Referring now to
Also, by using current installation tools, cable installation can be labor intensive to prepare for cable pulling. When cables are ready to install, usually a connector is attached to one end of the cable. To protect the connector from dust, strain, and water, often the connector (and a part of the cable) is covered by a device known as a dust cap. The dust cap usually has a pulling eye, which is configured to receive any suitable means for cable pulling. To attach the dust cap to the cable, the dust cap is typically taped or shrink wrapped to the cable. Therefore, a technician can pull the cable by pulling the pulling eye with appropriate mean. However, by using the current installation tools, this can result in extended installation time, increased cable pulling resistance or obstruction, improper handling of both cable and connector, added time and risk of cable damage when the pulling eye is disassembled, and/or unacceptable taper adhesive residue on a cable jacket.
For example, to prepare the large scale webbed pulling eye 100 in
Accordingly, it would be desirable to have different type of apparatuses, which can distribute the strain effectively and provide ease in cable installation. One of the apparatuses disclosed in the present invention is a strain relief. The strain relief with a dust cap (with a pulling eye) protects a cable (and a connector) from pulling force (i.e. strain), water and dust. Also, the strain relief should be relatively small and low cost.
Strain relief devices according to the present invention are shaped to surround and tangentially grip an optical fiber cable via friction between an outer surface of the cable and an inner surface of the strain relief to distribute strain along the outer surface of the optical fiber cable. As embodiments, spiral and S-curve strain relief devices are described in detail.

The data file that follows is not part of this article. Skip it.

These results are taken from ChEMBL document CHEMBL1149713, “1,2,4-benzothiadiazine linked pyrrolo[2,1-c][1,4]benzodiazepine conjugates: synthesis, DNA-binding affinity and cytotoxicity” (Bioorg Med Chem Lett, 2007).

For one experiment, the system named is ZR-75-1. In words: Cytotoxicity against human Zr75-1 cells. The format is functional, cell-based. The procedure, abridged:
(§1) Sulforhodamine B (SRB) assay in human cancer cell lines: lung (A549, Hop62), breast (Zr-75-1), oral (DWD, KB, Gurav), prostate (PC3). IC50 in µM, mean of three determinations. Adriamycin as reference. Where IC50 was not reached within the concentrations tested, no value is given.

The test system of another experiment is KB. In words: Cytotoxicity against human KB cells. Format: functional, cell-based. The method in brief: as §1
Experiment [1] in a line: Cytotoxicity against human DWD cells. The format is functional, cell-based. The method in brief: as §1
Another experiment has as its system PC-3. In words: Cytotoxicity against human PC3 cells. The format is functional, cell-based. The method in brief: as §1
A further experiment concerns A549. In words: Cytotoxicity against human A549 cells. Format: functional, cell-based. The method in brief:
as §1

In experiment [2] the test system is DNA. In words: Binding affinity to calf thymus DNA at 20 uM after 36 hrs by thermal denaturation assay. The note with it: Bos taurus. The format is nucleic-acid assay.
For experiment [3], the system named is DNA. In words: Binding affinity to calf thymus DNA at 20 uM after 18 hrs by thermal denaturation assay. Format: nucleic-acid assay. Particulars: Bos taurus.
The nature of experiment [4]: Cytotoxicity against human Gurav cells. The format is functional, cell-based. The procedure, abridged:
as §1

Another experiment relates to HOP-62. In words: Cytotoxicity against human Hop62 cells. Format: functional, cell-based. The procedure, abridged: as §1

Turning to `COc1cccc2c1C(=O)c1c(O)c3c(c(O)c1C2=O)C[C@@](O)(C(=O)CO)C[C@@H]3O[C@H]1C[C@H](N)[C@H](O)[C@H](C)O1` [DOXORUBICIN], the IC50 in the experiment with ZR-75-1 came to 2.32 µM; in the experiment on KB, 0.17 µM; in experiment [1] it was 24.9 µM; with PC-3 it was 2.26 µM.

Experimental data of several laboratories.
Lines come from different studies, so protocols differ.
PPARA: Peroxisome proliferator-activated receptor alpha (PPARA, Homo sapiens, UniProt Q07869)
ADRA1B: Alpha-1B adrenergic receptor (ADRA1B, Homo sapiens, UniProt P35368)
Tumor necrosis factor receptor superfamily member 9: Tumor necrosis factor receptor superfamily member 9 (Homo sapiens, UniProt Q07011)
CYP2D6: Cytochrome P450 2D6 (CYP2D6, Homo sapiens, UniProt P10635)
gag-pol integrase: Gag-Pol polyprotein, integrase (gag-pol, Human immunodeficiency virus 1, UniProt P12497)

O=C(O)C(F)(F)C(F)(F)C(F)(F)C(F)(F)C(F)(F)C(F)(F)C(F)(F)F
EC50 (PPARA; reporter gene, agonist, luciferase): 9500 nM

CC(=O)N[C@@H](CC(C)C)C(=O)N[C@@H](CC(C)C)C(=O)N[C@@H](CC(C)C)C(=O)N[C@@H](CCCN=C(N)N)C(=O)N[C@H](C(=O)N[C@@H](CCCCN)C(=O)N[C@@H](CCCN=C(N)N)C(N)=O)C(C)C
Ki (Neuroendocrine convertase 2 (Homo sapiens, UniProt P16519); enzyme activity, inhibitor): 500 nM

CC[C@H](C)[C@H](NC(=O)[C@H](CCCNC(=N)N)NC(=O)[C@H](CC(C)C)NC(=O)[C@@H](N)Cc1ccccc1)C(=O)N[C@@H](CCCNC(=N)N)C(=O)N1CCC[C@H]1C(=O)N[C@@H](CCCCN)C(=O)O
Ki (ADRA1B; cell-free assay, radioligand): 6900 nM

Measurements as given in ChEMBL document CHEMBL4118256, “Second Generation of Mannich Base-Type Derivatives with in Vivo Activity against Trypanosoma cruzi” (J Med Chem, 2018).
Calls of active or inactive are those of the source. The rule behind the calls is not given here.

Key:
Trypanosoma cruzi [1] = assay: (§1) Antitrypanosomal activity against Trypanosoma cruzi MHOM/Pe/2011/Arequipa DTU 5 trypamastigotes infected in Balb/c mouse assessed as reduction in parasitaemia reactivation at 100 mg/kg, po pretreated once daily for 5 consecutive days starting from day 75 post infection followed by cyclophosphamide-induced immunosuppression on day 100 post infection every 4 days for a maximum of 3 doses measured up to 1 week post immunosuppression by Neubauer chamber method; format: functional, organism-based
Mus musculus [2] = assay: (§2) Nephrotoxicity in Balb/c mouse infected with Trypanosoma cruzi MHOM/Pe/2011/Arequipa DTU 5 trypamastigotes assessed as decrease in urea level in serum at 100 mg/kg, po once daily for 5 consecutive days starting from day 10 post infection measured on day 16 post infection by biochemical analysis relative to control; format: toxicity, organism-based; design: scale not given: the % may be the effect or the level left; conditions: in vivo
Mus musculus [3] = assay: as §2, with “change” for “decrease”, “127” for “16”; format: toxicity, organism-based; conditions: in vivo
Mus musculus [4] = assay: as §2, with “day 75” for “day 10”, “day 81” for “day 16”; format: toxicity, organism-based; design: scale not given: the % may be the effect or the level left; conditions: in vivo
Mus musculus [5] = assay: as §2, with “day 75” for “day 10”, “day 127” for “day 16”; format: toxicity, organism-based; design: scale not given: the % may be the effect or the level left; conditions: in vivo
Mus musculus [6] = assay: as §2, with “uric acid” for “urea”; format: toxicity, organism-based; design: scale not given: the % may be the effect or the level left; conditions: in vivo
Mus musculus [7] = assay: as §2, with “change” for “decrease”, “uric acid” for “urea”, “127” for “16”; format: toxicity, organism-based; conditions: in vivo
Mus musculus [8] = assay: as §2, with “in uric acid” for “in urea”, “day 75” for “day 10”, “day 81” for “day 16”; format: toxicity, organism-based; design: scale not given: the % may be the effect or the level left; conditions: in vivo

Referring now to
Referring now to
Preferably, at least a portion of the inner surface of a strain relief can comprise teeth. The teeth are created such that when a cable is attached to the strain relief, the teeth provide more grip to the cable, therefore increase frictional force between the strain relief and the cable. For example, a portion of the S-curve strain relief 41 can have teeth 43 as shown in the
The strain relief of the present invention can be made from any material as long as it creates sufficient frictional force with the cable. In the embodiments of the present invention, the strain relief devices are made from plastic. More specifically, commodity type plastics such as rigid PVC or engineering resins such as Nylon (6, 11 or 12), PBT, and PET including 100% regrind resins can be used as a material for the strain relief.
The strain relief of the present invention can be of any size or shape as long as it has sufficient frictional force with the cable. The required frictional force depends on the size of the cable, a pulling speed, the outside jacket of the cable, and the material used for the strain relief. In the embodiments of the present invention, the strain relief is sized such that the cable with the strain relief can pass through a ¾ inch diameter conduit.
The strain relief of the present invention can be combined with a dust cap.
The cable attached to the strain relief can be any type of cable. The cable can be single-fiber or multi-fiber cables. The cable can be in various shape or size. The cable can also include one or more fiber ribbons, which have one or more optical fibers joined together with a buffer coating in a linear array.